Black olives, rosemary and a little preserved lemon

IMG_20150625_191353Last summer on a wine-tasting visit to Bellet in the hills above Nice I tasted and bought some of Domaine de la Source’s delicious pâte d’olives made with the local cailletier black olives.   The French term for this little treat in a jar translates into English as the rather less glamorous-sounding olive paste and, what’s more, sourcing olives from the Nice area here in the UK is not straightforward.

Never one to be deterred however, I have soldiered on making my own pâte d’olives since Domaine de la Source’s jar ran out within days of returning home last August, and I’ve used more readily available varieties of olive (couchillo, kalamata) with a reasonable amount of success.  Then a couple of weeks ago I had a lightbulb moment while researching the influence of North African flavours on the cuisine of Provence, which led me to try preserved lemons in the recipe to give a kick of freshness to the oiliness of the olives.

The results were impressive. This pâte d’olives is superbly moreish and ideal for spreading ‘neat’ on crostini for a traditional provençal canapé which is equally irresistible with an additional topping of mi-cuit tomatoes or prosciutto crudo.  

Taking this idea a step further, why not toast a few rounds of baguette on one side, top the untoasted side with a generous spoonful of olive paste and a slice of goat’s cheese then stick the whole lot under the grill for a few minutes until the cheese is bubbling and oozing all over the place. Served with a lightly-dressed green salad, you’ll enjoy a perfect lunch in no time. And bowls of spaghetti adorned with the olive paste and some prawns or squid always meet with happy faces and empty plates.

One word of advice though: if you’re looking for an olive-based sauce to accompany roasted lamb, I would go for the full-blown tapenade which includes anchovies and capers in the mix.

Pâte d’olives au citron et romarin
Makes one medium-sized jar and keeps in the fridge for a couple of weeks

200g good quality black olives in olive oil, stones removed
20g preserved lemons
2 tsps fresh rosemary, finely chopped
1 clove of garlic, crushed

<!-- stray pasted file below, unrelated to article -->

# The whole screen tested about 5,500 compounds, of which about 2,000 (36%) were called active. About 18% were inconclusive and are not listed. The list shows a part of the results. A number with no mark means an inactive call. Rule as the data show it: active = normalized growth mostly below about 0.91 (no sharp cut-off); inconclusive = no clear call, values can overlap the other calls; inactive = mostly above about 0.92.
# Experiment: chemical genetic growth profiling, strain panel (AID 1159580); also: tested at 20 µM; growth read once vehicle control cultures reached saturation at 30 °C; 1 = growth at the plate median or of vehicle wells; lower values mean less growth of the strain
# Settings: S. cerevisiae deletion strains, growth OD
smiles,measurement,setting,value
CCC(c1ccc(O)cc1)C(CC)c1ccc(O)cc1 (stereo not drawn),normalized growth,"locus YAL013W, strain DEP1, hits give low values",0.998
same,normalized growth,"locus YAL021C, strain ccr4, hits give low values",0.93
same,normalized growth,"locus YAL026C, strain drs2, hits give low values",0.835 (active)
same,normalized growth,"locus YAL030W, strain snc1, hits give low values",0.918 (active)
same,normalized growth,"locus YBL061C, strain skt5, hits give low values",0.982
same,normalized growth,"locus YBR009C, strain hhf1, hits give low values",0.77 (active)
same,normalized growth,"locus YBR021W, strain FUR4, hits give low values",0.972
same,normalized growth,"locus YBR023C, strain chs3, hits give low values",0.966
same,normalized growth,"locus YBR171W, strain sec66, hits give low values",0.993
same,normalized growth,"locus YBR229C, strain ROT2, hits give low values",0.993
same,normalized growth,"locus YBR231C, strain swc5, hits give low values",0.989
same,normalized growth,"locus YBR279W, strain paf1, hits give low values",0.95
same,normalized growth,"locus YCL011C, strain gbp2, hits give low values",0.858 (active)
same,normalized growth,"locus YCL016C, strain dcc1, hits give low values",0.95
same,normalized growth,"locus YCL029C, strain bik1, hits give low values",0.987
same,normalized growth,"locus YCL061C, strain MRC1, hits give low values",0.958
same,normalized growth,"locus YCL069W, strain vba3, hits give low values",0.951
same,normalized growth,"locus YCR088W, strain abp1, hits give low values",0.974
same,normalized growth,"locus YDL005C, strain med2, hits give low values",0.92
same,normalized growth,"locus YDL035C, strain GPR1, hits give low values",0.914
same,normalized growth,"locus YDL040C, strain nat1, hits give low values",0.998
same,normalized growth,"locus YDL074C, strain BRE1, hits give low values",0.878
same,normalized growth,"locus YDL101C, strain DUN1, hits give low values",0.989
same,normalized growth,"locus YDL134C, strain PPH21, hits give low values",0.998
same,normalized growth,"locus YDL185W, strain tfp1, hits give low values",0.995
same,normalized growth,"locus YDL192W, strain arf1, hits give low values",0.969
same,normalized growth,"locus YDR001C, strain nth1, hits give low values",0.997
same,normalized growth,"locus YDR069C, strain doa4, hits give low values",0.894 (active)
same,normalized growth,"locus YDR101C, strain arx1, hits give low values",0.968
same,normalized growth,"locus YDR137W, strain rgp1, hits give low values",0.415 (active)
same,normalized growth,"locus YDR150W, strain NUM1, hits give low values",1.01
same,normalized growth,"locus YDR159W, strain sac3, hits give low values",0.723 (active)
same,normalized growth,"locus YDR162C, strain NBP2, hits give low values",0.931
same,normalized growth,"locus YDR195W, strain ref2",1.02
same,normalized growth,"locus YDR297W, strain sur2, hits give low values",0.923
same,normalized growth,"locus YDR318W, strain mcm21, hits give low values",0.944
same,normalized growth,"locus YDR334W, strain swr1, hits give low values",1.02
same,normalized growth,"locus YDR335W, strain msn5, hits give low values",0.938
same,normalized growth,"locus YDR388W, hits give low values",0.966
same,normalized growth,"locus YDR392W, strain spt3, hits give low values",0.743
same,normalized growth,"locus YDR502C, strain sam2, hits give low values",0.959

20ml extra virgin olive oil

Put all the ingredients into a food processor with a metal blade and process until blended together.  I keep my paste quite chunky but you can blend it to a smoother texture should you prefer.


IMG_20150709_151300 (2)


Courgette Flower Fritters

CourgetteFlower2For the last few years we have successfully grown courgettes here in Dorset and I’ve enjoyed putting them to good use in many a Riviera-influenced recipe. This year, however, I have yet to harvest even one courgette from my three plants, but the beautiful, yellow courgette flowers have been prolific.

Ideas for stuffing this delicate crop abound and I have tried various concoctions including ricotta with herbs, pesto and even mozarella and anchovy.  But stuffing these beautiful blooms can be a fiddly business and sometimes all I want is something quick, easy and tasty for my current (almost) daily supply.

So here’s what I’ve come up with, using one of my favourite ingredients, chickpea flour.  Quick, easy and so moreish.

Chickpea Flour & Saffron Courgette Flower Fritters
(no stuffing)

20 courgette flowers, washed and dried
125g chickpea flour
175ml sparkling water
A pinch of salt
A pinch of saffron strands
Olive oil for frying

Make a batter by whisking together the flour, water, salt and saffron.

Heat the olive oil in a frying pan.

Coat the courgette flowers in the batter and drop them, a few at a time, into the oil.  Turn them over and then remove them from the pan once they are lightly browned and crisp.  Drain on kitchen towel and serve immediately.

A great canapé idea!